Lissette’s job was the last outstanding thing. Her boss didn’t want her to quit. They asked that she continue working from overseas. It ended up being a blessing.
We’ve had some people ask us recently about ‘our story’ and how we made it happen. The above covers some of that. But it doesn’t cover the years of planning, saving and investing that went into making our present lives possible. Over the last 20 years most of the decisions I made were with the idea that we would one day leave Montreal to travel and live overseas.
Expectations and changes in course
I found it interesting re-reading the above post because our travels haven’t really gone as planned or expected.
– “Travelling in South-East Asia”. Based on our budget and previous trips to SE Asia, I figured the region would be where we would be spending most of our time post-retirement. 6 months in Thailand in 2014 was enough for us, we’ve decided that SE Asia is fine for “trips” but that we didn’t enjoy long periods of time there. If we have to get really tight with money we’ll go back and probably stay in Nong Khai again. But given the choice we prefer Eastern Europe, a region that had never been on our radars.
– Money. I remember a conversation with my ex-boss Tony a few years before leaving where he said “you can never have enough money. You can budget as much as you want but things always come up“. It’s true. It also affords you a lot more possibilities. Money has meant travelling to places never in our plans, like our 7 weeks in Japan or 3 months in South Africa. Or now setting up our base in Split. Having monthly income from various sources, plus our savings, has been the key for us. We’ve met travel bloggers who gave it all up to live in corrugated metal shacks in rural Thailand. Can you imagine?
– Lifestyle. You don’t want to give up all the good things from your previous life in order to travel. You might think you can (like living in a corrugated metal shack) but why would you leave your lifestyle in the developed world to live a 3rd world existence? Lissette came to Montreal from New York, we both lived in Montreal 20+ years. We like good food and wine. I don’t miss the fancy work dinners and cocktail parties and all that came with that – but we still enjoy going to a restaurant a couple of times a month. We have certain standards. You don’t want to suddenly give up all the good things in life to travel.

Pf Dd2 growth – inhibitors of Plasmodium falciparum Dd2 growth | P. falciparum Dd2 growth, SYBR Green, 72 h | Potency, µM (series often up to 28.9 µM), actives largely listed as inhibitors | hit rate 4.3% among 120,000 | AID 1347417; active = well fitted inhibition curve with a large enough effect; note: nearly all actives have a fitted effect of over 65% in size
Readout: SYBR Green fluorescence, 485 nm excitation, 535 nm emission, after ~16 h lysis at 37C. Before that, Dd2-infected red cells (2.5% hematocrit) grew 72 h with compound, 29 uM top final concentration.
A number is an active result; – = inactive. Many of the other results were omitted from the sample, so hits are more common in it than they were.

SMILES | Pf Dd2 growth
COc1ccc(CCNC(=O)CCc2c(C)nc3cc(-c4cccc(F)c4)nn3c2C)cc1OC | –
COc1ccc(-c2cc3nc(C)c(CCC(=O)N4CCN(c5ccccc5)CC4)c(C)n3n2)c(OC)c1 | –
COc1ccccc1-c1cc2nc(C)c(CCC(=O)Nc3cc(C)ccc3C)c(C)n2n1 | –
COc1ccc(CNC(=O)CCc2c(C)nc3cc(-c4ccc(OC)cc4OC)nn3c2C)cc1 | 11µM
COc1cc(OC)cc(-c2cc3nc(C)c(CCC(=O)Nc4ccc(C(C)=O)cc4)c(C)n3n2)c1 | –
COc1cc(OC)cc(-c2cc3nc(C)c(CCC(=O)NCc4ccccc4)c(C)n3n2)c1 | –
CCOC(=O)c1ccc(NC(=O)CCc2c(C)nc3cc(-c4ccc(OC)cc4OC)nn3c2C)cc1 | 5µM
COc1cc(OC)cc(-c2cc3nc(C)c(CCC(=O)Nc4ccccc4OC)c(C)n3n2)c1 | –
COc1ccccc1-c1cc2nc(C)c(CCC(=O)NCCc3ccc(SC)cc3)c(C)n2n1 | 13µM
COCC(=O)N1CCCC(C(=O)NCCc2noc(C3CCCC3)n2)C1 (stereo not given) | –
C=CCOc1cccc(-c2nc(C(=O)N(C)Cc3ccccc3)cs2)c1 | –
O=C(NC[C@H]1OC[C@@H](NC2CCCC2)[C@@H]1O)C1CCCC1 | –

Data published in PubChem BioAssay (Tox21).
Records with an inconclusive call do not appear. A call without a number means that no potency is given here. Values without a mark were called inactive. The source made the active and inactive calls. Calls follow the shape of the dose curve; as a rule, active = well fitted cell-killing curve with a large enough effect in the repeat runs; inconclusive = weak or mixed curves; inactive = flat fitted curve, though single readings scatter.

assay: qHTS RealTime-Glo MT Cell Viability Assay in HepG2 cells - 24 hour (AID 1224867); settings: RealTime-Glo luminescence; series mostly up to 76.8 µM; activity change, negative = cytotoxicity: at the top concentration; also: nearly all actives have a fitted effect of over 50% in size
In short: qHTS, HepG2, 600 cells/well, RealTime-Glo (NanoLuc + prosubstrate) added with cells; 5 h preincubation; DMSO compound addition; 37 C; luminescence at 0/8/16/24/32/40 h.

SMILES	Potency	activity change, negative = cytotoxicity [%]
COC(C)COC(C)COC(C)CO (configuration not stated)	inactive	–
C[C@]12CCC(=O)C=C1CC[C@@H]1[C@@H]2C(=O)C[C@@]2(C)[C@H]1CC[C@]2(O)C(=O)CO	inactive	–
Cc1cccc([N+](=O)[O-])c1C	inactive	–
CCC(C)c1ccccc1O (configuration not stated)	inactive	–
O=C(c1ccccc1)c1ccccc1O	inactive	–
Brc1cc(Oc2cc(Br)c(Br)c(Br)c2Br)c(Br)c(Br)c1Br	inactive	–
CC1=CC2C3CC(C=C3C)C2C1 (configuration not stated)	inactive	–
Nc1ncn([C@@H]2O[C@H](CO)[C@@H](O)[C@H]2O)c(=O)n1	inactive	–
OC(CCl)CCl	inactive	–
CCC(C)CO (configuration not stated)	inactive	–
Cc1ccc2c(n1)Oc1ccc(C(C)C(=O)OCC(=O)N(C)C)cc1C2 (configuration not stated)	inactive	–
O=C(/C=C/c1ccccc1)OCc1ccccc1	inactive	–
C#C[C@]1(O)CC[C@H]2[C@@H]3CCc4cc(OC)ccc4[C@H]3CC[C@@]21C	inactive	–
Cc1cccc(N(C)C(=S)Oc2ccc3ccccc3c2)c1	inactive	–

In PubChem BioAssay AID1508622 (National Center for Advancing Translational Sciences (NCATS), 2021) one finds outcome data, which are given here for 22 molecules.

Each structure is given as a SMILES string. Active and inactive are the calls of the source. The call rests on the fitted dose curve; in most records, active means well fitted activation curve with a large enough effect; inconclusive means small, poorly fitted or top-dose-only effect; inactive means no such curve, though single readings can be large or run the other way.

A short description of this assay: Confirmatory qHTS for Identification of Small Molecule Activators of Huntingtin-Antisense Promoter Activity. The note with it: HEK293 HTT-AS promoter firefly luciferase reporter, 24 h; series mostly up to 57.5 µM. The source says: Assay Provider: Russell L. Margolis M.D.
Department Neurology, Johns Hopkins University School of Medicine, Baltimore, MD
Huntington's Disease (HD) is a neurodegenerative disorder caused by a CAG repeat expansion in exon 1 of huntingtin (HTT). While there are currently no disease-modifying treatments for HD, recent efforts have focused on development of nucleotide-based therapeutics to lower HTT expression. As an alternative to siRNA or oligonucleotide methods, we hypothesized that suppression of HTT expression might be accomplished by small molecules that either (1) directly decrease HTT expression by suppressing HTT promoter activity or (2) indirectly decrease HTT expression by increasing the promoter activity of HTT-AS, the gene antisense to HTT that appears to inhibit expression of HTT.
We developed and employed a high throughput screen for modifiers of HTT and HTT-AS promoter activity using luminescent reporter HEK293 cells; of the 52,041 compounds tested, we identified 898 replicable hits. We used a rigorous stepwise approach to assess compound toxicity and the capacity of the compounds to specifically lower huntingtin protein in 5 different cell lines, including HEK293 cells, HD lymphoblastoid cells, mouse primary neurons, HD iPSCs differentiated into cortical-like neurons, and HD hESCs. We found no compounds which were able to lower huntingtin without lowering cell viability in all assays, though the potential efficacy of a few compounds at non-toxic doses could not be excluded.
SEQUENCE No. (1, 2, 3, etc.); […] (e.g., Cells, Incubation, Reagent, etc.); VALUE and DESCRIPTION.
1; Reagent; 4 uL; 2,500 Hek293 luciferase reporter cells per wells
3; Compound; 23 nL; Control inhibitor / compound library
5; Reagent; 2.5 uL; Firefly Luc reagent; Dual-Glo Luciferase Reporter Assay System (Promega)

All I’m saying with these last two points is don’t underestimate the need for savings and how you’ll live once overseas.
– “others would think we are totally bonkers to even contemplate leaving a comfortable lifestyle”. One of the questions we get is “how did friends and family react to your plans of leaving for this lifetyle?”. The honest answer is that you won’t get much support. Family, especially if older, will most likely consider you frivolous. It’s understandable I guess – they don’t want to see you fuck your life up. Others might look at you funny, say “why would you want to do that?”, or just evade the issue. It might be jealousy in some cases, in other cases they just don’t understand why the heck you would want to pack up your life and leave to travel. We basically learned not to talk about it with others, it just left us feeling uncomfortable. When the time came we just announced it. No discussion. In the end it’s your life and you have to have the conviction to carry out your hopes and dreams (whatever they may be). We’ve spoken to many people like ourselves and they’ve said the same about their family and friend’s reactions. Don’t expect support.